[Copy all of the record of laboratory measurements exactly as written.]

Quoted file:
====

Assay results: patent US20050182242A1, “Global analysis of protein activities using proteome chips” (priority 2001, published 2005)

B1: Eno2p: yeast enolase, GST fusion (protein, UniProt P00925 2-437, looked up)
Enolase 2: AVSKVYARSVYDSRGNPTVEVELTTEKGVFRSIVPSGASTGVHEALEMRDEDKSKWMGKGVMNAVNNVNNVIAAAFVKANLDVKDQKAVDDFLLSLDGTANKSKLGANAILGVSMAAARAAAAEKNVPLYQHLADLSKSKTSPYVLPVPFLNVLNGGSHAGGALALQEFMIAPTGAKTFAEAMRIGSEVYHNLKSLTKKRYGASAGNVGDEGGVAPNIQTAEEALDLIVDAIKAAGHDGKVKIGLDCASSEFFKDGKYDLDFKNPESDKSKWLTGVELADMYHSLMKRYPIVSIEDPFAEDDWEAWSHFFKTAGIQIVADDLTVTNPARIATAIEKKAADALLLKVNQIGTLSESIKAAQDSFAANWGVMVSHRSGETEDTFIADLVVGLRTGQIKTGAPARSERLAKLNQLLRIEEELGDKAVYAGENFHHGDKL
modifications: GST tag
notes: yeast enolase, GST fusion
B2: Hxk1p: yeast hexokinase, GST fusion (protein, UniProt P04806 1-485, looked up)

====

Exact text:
Assay results: patent US20050182242A1, “Global analysis of protein activities using proteome chips” (priority 2001, published 2005)

B1: Eno2p: yeast enolase, GST fusion (protein, UniProt P00925 2-437, looked up)
Enolase 2: AVSKVYARSVYDSRGNPTVEVELTTEKGVFRSIVPSGASTGVHEALEMRDEDKSKWMGKGVMNAVNNVNNVIAAAFVKANLDVKDQKAVDDFLLSLDGTANKSKLGANAILGVSMAAARAAAAEKNVPLYQHLADLSKSKTSPYVLPVPFLNVLNGGSHAGGALALQEFMIAPTGAKTFAEAMRIGSEVYHNLKSLTKKRYGASAGNVGDEGGVAPNIQTAEEALDLIVDAIKAAGHDGKVKIGLDCASSEFFKDGKYDLDFKNPESDKSKWLTGVELADMYHSLMKRYPIVSIEDPFAEDDWEAWSHFFKTAGIQIVADDLTVTNPARIATAIEKKAADALLLKVNQIGTLSESIKAAQDSFAANWGVMVSHRSGETEDTFIADLVVGLRTGQIKTGAPARSERLAKLNQLLRIEEELGDKAVYAGENFHHGDKL
modifications: GST tag
notes: yeast enolase, GST fusion
B2: Hxk1p: yeast hexokinase, GST fusion (protein, UniProt P04806 1-485, looked up)